Water and Waste: If you plan to include a toilet, shower, or kitchen, you must think about how you will supply water to the garden office and remove waste water from it.

Hopefully, all you will need to do is fit and pipe sinks, WCs, and showers into the main sewer and water lines. Pumps may need to be installed in the case of garbage, nevertheless, in order to project the waste away from the office and into the main sewerage system, depending on how far it must travel. Keep in mind that pumps will increase the cost and that digging for new drains and plumbing may cause some inconvenience.

 When to Heat Garden Offices?

If you want to utilise your garden office all year long, heating is a necessity. There are numerous methods for doing this, including:

• Electric convection heaters: A popular choice that can be connected to your electrical source with just a few plugs. These can be fixed on the wall or the floor and come with timers and thermostats, but they are highly expensive to run.

• Electric radiators: These are comparable to the above but take longer to heat up. However, because there are no exposed elements, they are safer.

• Log burning stoves: These are incredibly efficient, add warmth both physically and visually, and heat up quickly. They should be installed by a qualified (HETAS) engineer and will be more expensive than the options mentioned above, but they may occasionally emit smoke and shouldn’t be your main source of heat.

• Underfloor heating: Some modular solutions come standard with water-based underfloor heating, which is simple and effective to operate with an air source heat pump. Some individuals opt for electric underfloor heating, but keep in mind that this is most effective with engineered wood and hard floors. A constant room temperature keeps you safe and healthy and makes sure that dampness and cold are always kept outside.

Why Do Garden Offices Need Foundations?

If you want your garden office to last for a long time, proper foundations are essential.

There are various methods for building garden office foundations and you should make your decision based on the weight, size, and cost of your garden office.

Your builder or supplier can provide advice. Numerous package vendors and experts in modular construction will each have a favourite approach. Don’t forget to verify that your quote includes the cost of the foundations.

Concrete slab foundations are a typical foundation type for custom garden rooms on level ground.

Before soft sand and a damp-proof membrane are laid, the ground must first be excavated and covered with a layer of hardcore that has been compacted.

The DPM will be covered with a wooden frame to serve as a mould (shuttering), and when the concrete has been poured, levelled, and given time to cure, the frame will be taken away.

Concrete or steel can be used to create piled or screw piled foundations.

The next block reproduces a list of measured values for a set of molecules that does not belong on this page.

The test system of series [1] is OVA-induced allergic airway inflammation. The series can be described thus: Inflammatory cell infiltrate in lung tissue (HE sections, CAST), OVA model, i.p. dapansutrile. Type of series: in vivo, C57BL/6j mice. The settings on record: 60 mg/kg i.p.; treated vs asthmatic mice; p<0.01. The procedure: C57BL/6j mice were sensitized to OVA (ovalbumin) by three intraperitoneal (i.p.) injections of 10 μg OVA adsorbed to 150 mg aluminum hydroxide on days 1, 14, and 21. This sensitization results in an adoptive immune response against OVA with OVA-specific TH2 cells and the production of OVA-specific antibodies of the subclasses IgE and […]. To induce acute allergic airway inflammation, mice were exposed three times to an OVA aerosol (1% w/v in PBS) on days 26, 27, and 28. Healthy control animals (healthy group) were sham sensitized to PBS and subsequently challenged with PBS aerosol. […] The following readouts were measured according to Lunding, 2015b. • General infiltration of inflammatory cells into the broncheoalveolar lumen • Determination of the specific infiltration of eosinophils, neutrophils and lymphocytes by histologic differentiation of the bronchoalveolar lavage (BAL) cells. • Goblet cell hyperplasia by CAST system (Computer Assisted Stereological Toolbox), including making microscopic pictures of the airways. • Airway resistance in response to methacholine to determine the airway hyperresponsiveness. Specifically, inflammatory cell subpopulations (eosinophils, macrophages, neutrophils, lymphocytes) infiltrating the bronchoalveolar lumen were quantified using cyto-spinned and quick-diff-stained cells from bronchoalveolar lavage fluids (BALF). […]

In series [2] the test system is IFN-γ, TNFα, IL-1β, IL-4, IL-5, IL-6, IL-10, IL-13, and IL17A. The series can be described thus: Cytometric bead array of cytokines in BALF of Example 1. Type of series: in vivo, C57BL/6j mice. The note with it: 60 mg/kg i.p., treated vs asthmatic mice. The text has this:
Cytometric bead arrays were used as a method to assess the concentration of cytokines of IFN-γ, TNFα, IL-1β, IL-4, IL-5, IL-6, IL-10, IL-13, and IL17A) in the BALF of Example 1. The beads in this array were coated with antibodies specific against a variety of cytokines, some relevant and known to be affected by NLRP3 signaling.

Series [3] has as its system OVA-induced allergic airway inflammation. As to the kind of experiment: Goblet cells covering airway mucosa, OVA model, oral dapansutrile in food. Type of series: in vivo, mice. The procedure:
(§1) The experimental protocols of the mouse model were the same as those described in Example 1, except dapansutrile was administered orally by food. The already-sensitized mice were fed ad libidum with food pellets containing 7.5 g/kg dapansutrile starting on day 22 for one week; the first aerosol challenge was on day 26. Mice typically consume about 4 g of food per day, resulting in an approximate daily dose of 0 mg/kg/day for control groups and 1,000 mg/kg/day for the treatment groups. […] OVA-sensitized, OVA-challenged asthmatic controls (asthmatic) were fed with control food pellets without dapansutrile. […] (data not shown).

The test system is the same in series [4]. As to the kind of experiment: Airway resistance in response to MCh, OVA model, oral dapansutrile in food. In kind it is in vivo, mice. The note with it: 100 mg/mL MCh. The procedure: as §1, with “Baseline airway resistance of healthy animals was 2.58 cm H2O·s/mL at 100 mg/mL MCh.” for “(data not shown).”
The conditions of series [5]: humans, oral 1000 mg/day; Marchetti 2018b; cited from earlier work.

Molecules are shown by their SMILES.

To sustain prefabricated modular systems with the least amount of interruption to your landscape, screw piles made of steel are bored into the ground at a minimum depth of 1000mm.

Excavated holes for concrete piles are then filled with concrete (sometimes in slightly lesser depths than for steel posts). The posts are connected by a frame, modular floor components, or prefabricated office modules that are craned into place before being fastened to form the base of the new office structure. This is a fantastic option for sloped locations as well.

Which Are Best: Modular or Bespoke?

You can either order a modular building or go the bespoke route to have a garden office constructed. Both offer advantages and disadvantages, so your decision should take your budget and personal preferences into consideration.

The majority of modular garden offices are either delivered as off-site prefabricated, timber-framed units that have already been finished on the walls, floors, lighting, electrics, plumbing, and even kitchens and bathrooms, ready to be lifted into place and connected to the mains, or they are delivered in kit form and are either assembled on site by the suppliers or built by the customer themselves.

Companies that sell modular garden offices typically have a variety of styles and sizes available, as well as customization options in the form of add-ons and extras. Complete Guide for Garden Offices

Even though you won’t have as many design possibilities as you would if you went the bespoke route, there are still several advantages.

There is no possibility of your costs spiralling out of control because you can see what they will be up front. Additionally, they are simple to install and provide a one-stop-shop solution, eliminating the need to find and schedule other trades like electricians and builders.

The modular alternative might not be suitable for people with very problematic sites or gardens with limited access, on the other hand.

While different businesses include different things in their quoted costs, the following is typically included in the base price:

Foundations, assembly, delivery, planning approval, lighting, glazing of windows and doors, flooring, exterior cladding, plastering of walls and ceilings, and final decoration.

Typical optional extras consist of:

• Kitchens or kitchenettes; blinds; projecting decks; planted roofs; underfloor heating and rest rooms.

Bespoke Garden Offices

A qualified designer or architect, or businesses that specialise in garden offices and outbuildings can construct a bespoke design. In fact, many suppliers of modular garden offices also provide unique services that involve design, planning, project management, and building. By going the bespoke route, you can be confident that your new office will be completely customised to match your demands without any compromises. It is perfect for individuals with tricky plots, limited access, planning limitations, and the like because it enables you to choose cladding materials and a construction method to fit your budget.

If you would like to find out more about Complete Guide for Garden Offices then contact us or visit our range of Garden Buildings.